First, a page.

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- Peter Heilmann
- Man’s second-best friend—or vengeful Egyptian deity?
“Kitty was dead: to begin with. There is no doubt whatever about that.” Incidentally this is not the opening line of Nine Lives, a new thriller by George Moser, but no matter! We’re ordering up a review copy on the strength of a press release about the book we received a little while ago:
“Michael Merlino leads a charmed life. With a beautiful family and a top job, his existence is blissfully free of struggle, free of worry and most of all, free of meaning. But Michael’s luck is about to change and not for the better. When his father dies he leaves Michael a strange inheritance: a cryptic message and an old car. Michael assumes that the bizarre bequeathment is just the last act of a befuddled old man. So when he feels a gruesome crunch under the tire of his car he believes it to be nothing more than an unfortunate and messy accident. But the kitten Michael crushes under his wheels is no ordinary feline; it is the spirit of Leo the Egyptian cat god, a powerful and malicious deity bent on taking its vengeance.”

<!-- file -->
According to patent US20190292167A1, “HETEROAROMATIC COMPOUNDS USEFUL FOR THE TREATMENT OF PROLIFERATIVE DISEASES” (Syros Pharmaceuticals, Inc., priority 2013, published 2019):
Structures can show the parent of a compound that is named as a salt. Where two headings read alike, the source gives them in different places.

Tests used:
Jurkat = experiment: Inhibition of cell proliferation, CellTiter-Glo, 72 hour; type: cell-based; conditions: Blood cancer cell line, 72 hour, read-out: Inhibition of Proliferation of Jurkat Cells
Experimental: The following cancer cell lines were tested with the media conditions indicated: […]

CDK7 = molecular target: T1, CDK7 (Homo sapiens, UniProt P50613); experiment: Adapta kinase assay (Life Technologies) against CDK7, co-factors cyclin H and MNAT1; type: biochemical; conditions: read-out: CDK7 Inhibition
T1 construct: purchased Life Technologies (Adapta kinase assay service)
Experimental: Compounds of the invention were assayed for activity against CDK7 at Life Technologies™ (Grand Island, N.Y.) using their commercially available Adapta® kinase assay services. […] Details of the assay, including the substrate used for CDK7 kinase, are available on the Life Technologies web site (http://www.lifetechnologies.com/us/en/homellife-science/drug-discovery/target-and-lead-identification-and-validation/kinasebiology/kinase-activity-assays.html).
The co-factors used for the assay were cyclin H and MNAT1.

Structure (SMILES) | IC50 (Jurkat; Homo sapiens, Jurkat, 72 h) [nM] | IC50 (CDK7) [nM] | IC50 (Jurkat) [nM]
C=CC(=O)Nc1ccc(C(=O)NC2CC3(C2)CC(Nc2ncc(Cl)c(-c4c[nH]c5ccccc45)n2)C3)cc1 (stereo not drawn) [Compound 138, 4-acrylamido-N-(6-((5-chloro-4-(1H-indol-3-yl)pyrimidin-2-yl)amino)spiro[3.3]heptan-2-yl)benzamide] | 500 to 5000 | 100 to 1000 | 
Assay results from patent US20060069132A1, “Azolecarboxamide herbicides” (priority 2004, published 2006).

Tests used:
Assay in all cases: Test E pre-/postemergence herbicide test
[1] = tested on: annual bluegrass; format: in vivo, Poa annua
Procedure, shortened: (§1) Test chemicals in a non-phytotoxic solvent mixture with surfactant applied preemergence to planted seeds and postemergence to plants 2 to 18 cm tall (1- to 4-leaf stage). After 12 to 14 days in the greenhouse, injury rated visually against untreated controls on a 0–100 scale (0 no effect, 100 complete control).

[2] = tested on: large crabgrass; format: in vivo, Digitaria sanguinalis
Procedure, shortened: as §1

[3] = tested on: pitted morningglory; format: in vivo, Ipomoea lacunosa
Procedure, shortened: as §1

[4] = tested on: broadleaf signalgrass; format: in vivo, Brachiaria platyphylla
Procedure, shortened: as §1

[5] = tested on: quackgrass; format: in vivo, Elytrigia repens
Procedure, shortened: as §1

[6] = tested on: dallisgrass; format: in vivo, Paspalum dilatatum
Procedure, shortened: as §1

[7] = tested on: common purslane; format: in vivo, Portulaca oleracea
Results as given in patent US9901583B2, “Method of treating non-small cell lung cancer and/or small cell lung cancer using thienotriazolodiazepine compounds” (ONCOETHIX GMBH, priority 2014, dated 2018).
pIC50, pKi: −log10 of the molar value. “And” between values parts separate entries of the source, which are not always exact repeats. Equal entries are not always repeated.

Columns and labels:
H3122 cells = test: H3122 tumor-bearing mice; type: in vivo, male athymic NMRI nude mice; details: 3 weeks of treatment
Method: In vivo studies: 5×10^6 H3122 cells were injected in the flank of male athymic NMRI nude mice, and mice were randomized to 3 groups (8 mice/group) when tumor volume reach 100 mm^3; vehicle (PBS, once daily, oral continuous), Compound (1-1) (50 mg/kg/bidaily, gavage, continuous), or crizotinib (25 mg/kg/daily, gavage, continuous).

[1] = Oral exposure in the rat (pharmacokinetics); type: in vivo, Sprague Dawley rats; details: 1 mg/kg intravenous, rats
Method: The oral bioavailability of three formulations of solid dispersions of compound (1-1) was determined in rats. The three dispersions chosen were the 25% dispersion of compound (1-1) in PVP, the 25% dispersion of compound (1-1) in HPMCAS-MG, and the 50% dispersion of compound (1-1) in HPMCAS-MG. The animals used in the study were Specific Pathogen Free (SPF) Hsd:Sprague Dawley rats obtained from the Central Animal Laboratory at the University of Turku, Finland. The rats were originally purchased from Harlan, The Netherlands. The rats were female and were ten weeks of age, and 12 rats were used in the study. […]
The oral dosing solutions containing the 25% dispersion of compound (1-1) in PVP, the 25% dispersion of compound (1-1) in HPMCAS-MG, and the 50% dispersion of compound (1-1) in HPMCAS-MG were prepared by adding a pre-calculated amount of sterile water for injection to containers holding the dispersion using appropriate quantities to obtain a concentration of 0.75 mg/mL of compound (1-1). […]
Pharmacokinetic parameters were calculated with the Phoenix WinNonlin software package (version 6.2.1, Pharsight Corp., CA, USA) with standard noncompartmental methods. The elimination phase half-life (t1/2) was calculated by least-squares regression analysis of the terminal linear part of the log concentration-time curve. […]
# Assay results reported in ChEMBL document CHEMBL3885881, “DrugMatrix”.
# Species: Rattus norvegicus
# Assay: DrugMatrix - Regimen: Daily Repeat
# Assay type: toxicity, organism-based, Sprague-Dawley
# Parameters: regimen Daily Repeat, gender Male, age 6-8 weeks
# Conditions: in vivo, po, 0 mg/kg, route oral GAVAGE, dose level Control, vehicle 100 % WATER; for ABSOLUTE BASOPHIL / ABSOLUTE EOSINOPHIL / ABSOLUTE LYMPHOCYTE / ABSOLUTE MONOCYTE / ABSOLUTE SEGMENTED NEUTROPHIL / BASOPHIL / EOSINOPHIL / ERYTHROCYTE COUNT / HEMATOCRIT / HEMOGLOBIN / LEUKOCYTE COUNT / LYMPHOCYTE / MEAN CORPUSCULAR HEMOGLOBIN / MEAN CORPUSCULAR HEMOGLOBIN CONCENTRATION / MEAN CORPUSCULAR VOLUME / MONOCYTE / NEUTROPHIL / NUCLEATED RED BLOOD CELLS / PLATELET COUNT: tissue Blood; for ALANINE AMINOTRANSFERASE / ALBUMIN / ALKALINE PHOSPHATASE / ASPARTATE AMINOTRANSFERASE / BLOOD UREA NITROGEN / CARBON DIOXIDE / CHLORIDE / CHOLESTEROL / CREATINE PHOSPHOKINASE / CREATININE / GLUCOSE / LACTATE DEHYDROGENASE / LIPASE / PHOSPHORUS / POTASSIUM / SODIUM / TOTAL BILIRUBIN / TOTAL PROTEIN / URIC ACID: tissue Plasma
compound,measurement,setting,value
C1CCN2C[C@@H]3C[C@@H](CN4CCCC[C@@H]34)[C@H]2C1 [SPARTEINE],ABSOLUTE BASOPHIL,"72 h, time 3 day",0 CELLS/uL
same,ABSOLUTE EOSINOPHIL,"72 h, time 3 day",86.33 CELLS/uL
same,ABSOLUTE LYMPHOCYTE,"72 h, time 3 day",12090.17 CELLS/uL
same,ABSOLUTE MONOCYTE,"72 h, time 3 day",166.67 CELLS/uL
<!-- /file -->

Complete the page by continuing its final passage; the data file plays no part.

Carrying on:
Does “an escalating game of cat and mouse” ensue? It does! No word yet whether any of the chaos involves Toxoplasma gondii, which is one way that cats inflict their vengeance; most of the terror here is from the spirit world. According to FakeCat_Fancy, the Vatican’s already formulated its response.